Business News of 2014-03-25

‘Radical change in economic fundamentals needed’

A former Deputy Minister of Finance, Professor George Gyan-Baffour, has called for what he describes as a radical change in the structure of the economy by focusing on the fundamentals of the economy which will create jobs and revive the private sector.

“Ghana is a small economy and it needs a radical transformation. For that to be achieved it requires that we do not tinker around macro indicators but look at the fundamentals or the foundation of the economy to change the structure and this, like I said, should be radical”, he told the GRAPHIC BUSINESS in an interview after the Graphic/Fidelity Dialogue series in Accra on March 11.

Although his proposition is not new, he noted for instance that, “we should convert our raw materials into finished products before exporting them”. Since independence, the country has exported its natural products in their raw form and a typical example is cocoa and gold, the two top foreign exchange income earners for the economy.

Presently, more than 70 per cent of the country’s cocoa is exported in its raw form while government’s over time continue to pay lip service to the idea of attracting investors to process the beans to raise its value for the country to rake in more revenue than it is doing presently.

Much as there may for initial challenges to that effort, it is on record how some other countries have been able to achieve that, a feat Ghana can emulate by starting on a smaller note.

Prof Gyan Baffour admitted that the challenge for the private sector to process raw materials from Ghana would be the volume of raw materials to be processed and wondered whether players in that sector would find that attractive in the face of the many challenges confronting the economy.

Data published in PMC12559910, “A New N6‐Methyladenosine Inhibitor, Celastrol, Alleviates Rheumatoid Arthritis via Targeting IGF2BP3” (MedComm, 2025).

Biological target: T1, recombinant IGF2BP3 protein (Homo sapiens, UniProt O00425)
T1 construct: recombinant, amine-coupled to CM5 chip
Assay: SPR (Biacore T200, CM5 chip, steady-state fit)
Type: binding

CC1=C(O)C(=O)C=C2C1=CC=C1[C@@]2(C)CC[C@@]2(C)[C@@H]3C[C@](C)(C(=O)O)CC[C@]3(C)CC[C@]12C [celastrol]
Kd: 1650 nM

Presently, access to credit continues to remain one of the major challenges for the private sector coupled with the inconsistent electricity supply; high interest rates; higher taxes, among many other things.

Against this background, Prof Gyan Baffour called on the government to lead the way in ensuring that the private sector was supported. “The government has to do some joint ventureship with some of them and make sure that some of their challenges are fixed properly. For instance, the lack of credit in the market,” he said.

Need for Exim Bank

Exim (import and export) banks are usually set up by governments or semi-government agencies to commonly provide insurance cover to exporters against losses from non-payment by the importers, as a means to promote a country's foreign trade.

Other services offered by EXIM banks may include; marine insurance; post-shipment discounting of invoices; pre-shipment advances against confirmed orders, and help in finding new markets.

For many years, Ghana has been relying on Exim banks across the world to provide some funding for certain projects in the country.

But Prof Gyan Baffour noted that “When we borrow money from India and China, it’s not from the government directly. It is from the Exim Bank of China. These are subsidised credits and they give it to us so that we can import from China so that Chinese companies can produce and provide employment for their people”.

“They don’t give it to us because they like us but because we will be exporting our employment to that country so that they can employ their people and expand their economy at a reduced rate”, adding that “when you go there and they give you 2 per cent interest, you think they like you? No, it is a strategy”.

According to him, Ghana can do the same. “We can also say that well we have an Exim bank which will subsidise the credit for the private sector to produce, sell some locally and export some of them”.

He was of the view that should that be done, many more private sector players would be interested because then the problem with credit availability would be a thing of the past. “So there are minor things that the government can do to facilitate the process for the private sector to thrive”, he said.